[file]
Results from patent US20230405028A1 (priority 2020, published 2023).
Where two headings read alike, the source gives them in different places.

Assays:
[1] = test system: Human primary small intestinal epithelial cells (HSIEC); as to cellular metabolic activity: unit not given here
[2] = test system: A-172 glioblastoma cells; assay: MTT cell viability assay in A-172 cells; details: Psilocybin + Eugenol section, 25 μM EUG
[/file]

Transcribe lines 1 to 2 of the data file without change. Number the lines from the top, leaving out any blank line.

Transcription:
Results from patent US20230405028A1 (priority 2020, published 2023).
Where two headings read alike, the source gives them in different places.